Posts Tagged ‘ aging ’

Depression in Seniors

Oct 26th, 2017 | By Guest Post | Category: Senior Moments Blog

Depression in senior citizens tends to go largely unnoticed. A study by Mental Health America revealed that 2 out of 3 seniors knew ‘little or nothing’ about depression, while only 42% of seniors said that they would seek medical help if they felt depressed. Worryingly, almost 3 in 5 seniors were willing to accept depression as an inevitable part of aging.



Celebrate Active Seniors October 1st

Sep 26th, 2017 | By Guest Post | Category: Senior Moments Blog

On Sunday October 1, the International Day of Older Persons will be celebrated and this year’s theme is ‘Stepping into the Future: Tapping the Talents, Contributions and Participation of Older Persons’. In some quarters, there remains a perception of senior citizens as frail-bodied and mentally struggling. In reality, many senior citizens around the world smash through that stigma by continuing to make extraordinary contributions to their communities and, in some cases, to the world at large.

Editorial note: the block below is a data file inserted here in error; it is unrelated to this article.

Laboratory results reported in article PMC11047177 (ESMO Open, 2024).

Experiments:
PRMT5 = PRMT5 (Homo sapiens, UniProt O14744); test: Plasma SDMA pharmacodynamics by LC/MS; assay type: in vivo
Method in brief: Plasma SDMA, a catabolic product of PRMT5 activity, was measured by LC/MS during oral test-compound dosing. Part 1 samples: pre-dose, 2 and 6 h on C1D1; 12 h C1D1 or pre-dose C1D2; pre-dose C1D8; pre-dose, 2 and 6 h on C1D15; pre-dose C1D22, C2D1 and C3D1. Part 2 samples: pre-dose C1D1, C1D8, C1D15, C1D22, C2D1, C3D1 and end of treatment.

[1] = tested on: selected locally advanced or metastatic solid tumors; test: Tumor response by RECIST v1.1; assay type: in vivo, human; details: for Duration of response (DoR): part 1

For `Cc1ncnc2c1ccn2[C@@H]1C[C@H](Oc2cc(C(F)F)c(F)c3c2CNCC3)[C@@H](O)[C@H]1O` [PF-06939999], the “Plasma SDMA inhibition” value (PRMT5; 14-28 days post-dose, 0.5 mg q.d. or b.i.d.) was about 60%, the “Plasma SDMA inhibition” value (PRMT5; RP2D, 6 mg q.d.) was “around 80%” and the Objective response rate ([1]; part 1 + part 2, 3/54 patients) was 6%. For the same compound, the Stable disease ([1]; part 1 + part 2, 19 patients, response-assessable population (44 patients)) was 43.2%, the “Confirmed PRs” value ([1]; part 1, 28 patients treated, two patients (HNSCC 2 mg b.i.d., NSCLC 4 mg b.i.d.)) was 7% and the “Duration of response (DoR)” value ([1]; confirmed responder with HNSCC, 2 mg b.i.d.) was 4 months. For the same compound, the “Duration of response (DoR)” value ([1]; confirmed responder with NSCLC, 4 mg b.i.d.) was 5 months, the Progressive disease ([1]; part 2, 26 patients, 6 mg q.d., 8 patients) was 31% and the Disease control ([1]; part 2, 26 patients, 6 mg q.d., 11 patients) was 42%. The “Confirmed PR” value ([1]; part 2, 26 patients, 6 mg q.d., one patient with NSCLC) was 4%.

Falling is Dangerous for Seniors

Apr 6th, 2017 | By admin | Category: Lifestyle, Health & Fitness

Falls.. Leading Cause of Death for Seniors Falls for people over the age of 65 can be fatal. Amazingly, 28%-35% of people aged 65 and over fall between 2 and 4 times every year. The issue is that a lot of these falls cause fractures and interestingly 87% of fractures in the elderly are due [...]



Fitness Plan for Grandparenting

Apr 5th, 2017 | By Guest Post | Category: Senior Moments Blog